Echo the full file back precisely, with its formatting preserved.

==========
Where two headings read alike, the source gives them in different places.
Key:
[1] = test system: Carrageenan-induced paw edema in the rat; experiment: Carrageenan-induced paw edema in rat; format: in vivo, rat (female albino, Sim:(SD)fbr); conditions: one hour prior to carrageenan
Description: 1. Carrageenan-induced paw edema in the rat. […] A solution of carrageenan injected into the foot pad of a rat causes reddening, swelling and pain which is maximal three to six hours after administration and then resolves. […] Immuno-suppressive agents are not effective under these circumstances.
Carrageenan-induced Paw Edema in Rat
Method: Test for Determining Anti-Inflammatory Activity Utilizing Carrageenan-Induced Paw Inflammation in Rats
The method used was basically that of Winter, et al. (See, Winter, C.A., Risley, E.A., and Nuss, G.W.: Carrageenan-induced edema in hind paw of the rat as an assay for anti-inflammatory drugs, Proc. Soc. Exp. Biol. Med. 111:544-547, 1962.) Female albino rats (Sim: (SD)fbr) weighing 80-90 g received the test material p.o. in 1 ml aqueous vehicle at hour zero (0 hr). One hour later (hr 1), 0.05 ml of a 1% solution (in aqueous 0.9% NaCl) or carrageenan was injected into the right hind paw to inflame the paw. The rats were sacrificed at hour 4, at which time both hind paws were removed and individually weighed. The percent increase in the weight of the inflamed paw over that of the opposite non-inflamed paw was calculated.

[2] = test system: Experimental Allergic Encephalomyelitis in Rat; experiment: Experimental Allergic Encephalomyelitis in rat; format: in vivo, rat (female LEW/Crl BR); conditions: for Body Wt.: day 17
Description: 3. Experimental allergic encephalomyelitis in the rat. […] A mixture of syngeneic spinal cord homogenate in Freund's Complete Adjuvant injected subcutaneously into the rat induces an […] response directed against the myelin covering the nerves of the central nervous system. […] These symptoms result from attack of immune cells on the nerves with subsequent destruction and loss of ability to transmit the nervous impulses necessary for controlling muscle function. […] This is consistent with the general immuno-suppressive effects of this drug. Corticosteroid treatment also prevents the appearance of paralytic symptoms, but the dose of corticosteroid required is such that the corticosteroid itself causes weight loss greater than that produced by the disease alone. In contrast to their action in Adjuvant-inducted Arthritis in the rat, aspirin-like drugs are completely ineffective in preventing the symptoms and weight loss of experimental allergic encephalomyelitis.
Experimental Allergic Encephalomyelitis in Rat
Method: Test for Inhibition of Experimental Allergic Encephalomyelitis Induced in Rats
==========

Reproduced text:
Where two headings read alike, the source gives them in different places.
Key:
[1] = test system: Carrageenan-induced paw edema in the rat; experiment: Carrageenan-induced paw edema in rat; format: in vivo, rat (female albino, Sim:(SD)fbr); conditions: one hour prior to carrageenan
Description: 1. Carrageenan-induced paw edema in the rat. […] A solution of carrageenan injected into the foot pad of a rat causes reddening, swelling and pain which is maximal three to six hours after administration and then resolves. […] Immuno-suppressive agents are not effective under these circumstances.
Carrageenan-induced Paw Edema in Rat
Method: Test for Determining Anti-Inflammatory Activity Utilizing Carrageenan-Induced Paw Inflammation in Rats
The method used was basically that of Winter, et al. (See, Winter, C.A., Risley, E.A., and Nuss, G.W.: Carrageenan-induced edema in hind paw of the rat as an assay for anti-inflammatory drugs, Proc. Soc. Exp. Biol. Med. 111:544-547, 1962.) Female albino rats (Sim: (SD)fbr) weighing 80-90 g received the test material p.o. in 1 ml aqueous vehicle at hour zero (0 hr). One hour later (hr 1), 0.05 ml of a 1% solution (in aqueous 0.9% NaCl) or carrageenan was injected into the right hind paw to inflame the paw. The rats were sacrificed at hour 4, at which time both hind paws were removed and individually weighed. The percent increase in the weight of the inflamed paw over that of the opposite non-inflamed paw was calculated.

[2] = test system: Experimental Allergic Encephalomyelitis in Rat; experiment: Experimental Allergic Encephalomyelitis in rat; format: in vivo, rat (female LEW/Crl BR); conditions: for Body Wt.: day 17
Description: 3. Experimental allergic encephalomyelitis in the rat. […] A mixture of syngeneic spinal cord homogenate in Freund's Complete Adjuvant injected subcutaneously into the rat induces an […] response directed against the myelin covering the nerves of the central nervous system. […] These symptoms result from attack of immune cells on the nerves with subsequent destruction and loss of ability to transmit the nervous impulses necessary for controlling muscle function. […] This is consistent with the general immuno-suppressive effects of this drug. Corticosteroid treatment also prevents the appearance of paralytic symptoms, but the dose of corticosteroid required is such that the corticosteroid itself causes weight loss greater than that produced by the disease alone. In contrast to their action in Adjuvant-inducted Arthritis in the rat, aspirin-like drugs are completely ineffective in preventing the symptoms and weight loss of experimental allergic encephalomyelitis.
Experimental Allergic Encephalomyelitis in Rat
Method: Test for Inhibition of Experimental Allergic Encephalomyelitis Induced in Rats